On her third album, Mindy Smith still has the exquisite voice of a hummingbird, and the emotional fortitude of one.
A gorgeous lady with a gorgeous voice, Mindy Smith might have been a country superstar. Her harrowing "Jolene" cover (second best "Jolene" cover of the decade after the White Stripes') and her kinda religious "Come to Jesus" netted CMT and VH1 rotation, and airplay on more daring country stations. And her photogenic looks certainly did not impede her success. Yet, her delicate soprano was too subtle for classification alongside the Opryland belters, and she was quickly ghettoized with the alt-country label, though her first two albums, 2004’s spellbinding One Moment More and 2006’s bluegrassy Long Island Shores, were more Patty Loveless than Lucinda Williams.
From its semi-aggressive (by Mindy Smith standards, at least) title to its crackling guitar fuzz and programmed drums, Stupid Love is Smith’s attempt at a straight-up pop record. Even a harmony vocal from Vince Gill, on the otherwise negligible “Telescope”, does little to recapture Smith’s twang, which always seemed a bit affected anyway. Twang or no twang, Stupid Love is, like her previous sets, too modest for any grand success. But it's a lovely enough album, a cozy, soothing companion for Saturday night sobfests and Sunday morning hangovers.
Stupid Love alternates between catchy and pretty, occasionally achieving both in tandem. “If I Didn’t Know Any Better” and “Love Lost” are graceful, gut-churning heartbreakers, with hooks as acrobatically agile as the vocals. But “What Love Can Do” is an unengaging Fleetwood Mac homage, and “Highs and Lows” wastes a robust melody on a hokey look-at-these-mementos lyric. Guest spots from CCM mainstays Amy Grant and Leigh Nash, and Mraz-in-training Jeremy Lister, are barely noticeable and hardly missed, for Smith’s voice is the star attraction here, and it enlivens all but the dullest material.
Mindy Smith’s voice epitomizes longing. She is a high lonesome princess purring into the open air, and hearing nothing back, not even an echo. Like most homespun miserabilists, she's at her best when she's at her most downtrodden, when her voice cracks as the lump in her throat rises, and the tears in her retinas well up, and her sole defense is going an octave higher to dull (there is no hiding) the pain. When the sun cracks through in the closing trilogy, she still emits an unspoken longing, as if the relief of finding a true love or taking a holiday is all too fleeting, and frighteningly temporary.
Through her highs and lows, Smith remains tender and unassuming, and that is her Achilles’ heel. Hers are songs of docile resignation, and Smith's hushed demeanor only accentuates her powerlessness. In the aftermath of "Before He Cheats" and "Picture to Burn", Smith's reluctant acceptance of her lovelorn fate seems regressive. She is not a woman scorned; she is a woman irked. Even on "Bad Guy", when she leaves a dickish and possibly abusive boyfriend, she does so with too much (self-)pity and not enough outrage. She can deliver insouciance and desperation, but she rarely reaches anything approaching passion, positive or negative. Where voice is often a source of power for her country peers, from Dolly Parton to Faith Hill to Jennifer Nettles, Smith’s voice more often articulates an almost childlike fragility, which nudges her closer to the indie-ish camp of Sia or Inara George.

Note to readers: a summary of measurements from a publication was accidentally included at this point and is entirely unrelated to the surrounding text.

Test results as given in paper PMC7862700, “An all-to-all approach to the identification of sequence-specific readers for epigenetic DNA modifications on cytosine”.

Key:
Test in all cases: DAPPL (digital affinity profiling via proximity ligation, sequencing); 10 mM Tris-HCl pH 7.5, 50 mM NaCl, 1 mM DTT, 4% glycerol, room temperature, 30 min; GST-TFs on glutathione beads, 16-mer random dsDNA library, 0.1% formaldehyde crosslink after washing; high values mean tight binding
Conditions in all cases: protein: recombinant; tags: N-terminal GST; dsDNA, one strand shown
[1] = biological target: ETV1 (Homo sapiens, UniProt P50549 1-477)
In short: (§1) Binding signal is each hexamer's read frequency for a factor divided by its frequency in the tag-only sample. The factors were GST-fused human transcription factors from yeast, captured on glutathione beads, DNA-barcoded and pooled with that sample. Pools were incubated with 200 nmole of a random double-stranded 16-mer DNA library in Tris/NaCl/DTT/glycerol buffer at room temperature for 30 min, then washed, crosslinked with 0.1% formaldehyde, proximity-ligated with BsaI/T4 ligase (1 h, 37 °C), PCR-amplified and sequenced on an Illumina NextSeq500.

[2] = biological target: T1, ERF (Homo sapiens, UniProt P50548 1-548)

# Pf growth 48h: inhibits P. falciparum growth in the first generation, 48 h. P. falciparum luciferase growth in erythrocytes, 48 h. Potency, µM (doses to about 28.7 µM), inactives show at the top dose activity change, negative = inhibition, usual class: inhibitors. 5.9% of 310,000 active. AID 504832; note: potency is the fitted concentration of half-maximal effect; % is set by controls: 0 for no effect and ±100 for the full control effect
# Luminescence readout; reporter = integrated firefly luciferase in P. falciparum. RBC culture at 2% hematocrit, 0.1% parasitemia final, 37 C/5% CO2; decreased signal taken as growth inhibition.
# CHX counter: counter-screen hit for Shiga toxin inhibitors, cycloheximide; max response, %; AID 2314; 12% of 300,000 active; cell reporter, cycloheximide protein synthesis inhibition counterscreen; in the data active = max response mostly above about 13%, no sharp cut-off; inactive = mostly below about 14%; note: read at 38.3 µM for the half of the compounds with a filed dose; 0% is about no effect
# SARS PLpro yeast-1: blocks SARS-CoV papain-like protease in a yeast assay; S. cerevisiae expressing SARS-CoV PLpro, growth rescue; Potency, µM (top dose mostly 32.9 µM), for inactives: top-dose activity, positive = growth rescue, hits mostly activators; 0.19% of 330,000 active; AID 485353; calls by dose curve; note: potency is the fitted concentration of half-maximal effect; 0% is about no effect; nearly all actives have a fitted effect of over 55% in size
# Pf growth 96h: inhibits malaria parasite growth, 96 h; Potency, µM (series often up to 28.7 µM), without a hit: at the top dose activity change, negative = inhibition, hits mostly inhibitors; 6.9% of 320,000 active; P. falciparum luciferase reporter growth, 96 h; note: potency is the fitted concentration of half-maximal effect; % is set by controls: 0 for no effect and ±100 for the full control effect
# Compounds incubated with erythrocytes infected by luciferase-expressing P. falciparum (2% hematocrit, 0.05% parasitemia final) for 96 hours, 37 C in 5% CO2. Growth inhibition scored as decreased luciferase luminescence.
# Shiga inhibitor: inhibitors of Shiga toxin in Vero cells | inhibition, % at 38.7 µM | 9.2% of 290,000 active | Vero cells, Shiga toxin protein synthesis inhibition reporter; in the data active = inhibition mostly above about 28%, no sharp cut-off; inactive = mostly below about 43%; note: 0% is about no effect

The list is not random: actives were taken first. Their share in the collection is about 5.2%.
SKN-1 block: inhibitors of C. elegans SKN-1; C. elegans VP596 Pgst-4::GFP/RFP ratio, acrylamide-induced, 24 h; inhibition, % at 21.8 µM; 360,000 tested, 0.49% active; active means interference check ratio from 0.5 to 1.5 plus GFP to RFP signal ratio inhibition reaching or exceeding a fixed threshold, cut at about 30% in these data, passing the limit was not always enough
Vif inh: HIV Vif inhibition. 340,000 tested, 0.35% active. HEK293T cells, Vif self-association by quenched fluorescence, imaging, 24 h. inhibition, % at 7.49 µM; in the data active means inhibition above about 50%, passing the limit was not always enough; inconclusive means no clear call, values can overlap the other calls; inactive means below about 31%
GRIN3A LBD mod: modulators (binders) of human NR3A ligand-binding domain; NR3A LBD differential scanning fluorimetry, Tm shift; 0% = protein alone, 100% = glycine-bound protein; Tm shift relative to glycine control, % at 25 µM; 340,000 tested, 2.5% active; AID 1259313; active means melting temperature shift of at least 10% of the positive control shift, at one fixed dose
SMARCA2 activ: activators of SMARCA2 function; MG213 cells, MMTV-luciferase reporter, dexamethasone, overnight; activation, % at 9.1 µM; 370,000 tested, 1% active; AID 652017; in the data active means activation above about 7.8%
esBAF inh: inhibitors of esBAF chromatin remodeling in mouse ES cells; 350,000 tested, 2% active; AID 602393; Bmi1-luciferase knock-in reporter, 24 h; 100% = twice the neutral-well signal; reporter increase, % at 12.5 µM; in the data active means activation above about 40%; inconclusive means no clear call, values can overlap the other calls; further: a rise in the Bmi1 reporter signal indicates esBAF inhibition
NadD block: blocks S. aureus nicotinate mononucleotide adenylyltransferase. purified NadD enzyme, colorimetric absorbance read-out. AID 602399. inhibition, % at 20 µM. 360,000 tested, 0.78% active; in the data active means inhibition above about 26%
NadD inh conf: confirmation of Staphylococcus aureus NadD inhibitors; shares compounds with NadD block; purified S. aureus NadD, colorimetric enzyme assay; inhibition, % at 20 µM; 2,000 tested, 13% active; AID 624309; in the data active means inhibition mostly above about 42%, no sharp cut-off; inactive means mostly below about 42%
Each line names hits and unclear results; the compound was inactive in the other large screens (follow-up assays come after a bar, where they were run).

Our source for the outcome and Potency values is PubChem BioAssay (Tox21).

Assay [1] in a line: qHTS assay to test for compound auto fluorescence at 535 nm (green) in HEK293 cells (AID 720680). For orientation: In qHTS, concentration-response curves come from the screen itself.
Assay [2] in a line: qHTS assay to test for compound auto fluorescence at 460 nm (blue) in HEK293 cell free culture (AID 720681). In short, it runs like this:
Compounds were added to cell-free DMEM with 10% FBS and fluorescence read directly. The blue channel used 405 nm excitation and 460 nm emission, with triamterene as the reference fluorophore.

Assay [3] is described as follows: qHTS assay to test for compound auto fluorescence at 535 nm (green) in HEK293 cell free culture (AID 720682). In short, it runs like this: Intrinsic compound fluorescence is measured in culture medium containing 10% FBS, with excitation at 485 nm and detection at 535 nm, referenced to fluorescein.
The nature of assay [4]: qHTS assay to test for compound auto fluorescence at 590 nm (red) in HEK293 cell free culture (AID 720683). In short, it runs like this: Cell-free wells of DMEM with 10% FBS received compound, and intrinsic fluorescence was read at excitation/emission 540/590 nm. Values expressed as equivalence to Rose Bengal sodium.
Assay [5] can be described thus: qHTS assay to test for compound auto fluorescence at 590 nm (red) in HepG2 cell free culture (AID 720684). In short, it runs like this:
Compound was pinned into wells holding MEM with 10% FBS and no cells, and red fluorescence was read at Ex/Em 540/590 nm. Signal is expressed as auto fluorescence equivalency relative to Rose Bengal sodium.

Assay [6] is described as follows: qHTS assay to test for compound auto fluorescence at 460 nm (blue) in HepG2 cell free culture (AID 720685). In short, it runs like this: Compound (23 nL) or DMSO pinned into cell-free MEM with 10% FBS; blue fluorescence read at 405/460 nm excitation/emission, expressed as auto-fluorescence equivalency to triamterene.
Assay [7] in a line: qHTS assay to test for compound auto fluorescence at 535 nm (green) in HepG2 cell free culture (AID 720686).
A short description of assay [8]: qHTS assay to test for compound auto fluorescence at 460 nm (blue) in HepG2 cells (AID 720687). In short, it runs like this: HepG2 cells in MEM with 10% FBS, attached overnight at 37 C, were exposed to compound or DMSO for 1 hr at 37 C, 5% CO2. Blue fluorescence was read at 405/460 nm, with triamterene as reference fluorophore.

And thus, she personifies those unspeakably beautiful, prodigiously talented but still inexplicably depressed young women, subdued with AMA-approved pharmaceuticals to make even life's most emotionally devastating blows seem like just another drizzly morning commute. “I gave it all I had but it was not enough / It didn’t make me strong / It didn’t make me tough / It’s just stupid love”, she laments in opening track “What Went Wrong”, a veritable mission statement for her feminine complacency. Even the song titles -- “If I Didn’t Know Any Better”, “I’m Disappointed”, “What Love Can Do” -- evince the hapless woes of the feeble female. Compare that to Smith’s most blatant influence, Patty Griffin, whose stunning cadences often pack a disarming wallop.
Succinctly stated, Mindy Smith’s voice has a power and a complexity that her songs (or her perspectives) have not yet achieved. This leaves Stupid Love a pleasurable and poignant affair, but not as emotionally gripping as it could be, or wants to be. Once Mindy Smith stops being stupid about love, she could achieve something truly remarkable: music that approaches the Emmylous and Pattys she so eagerly emulates.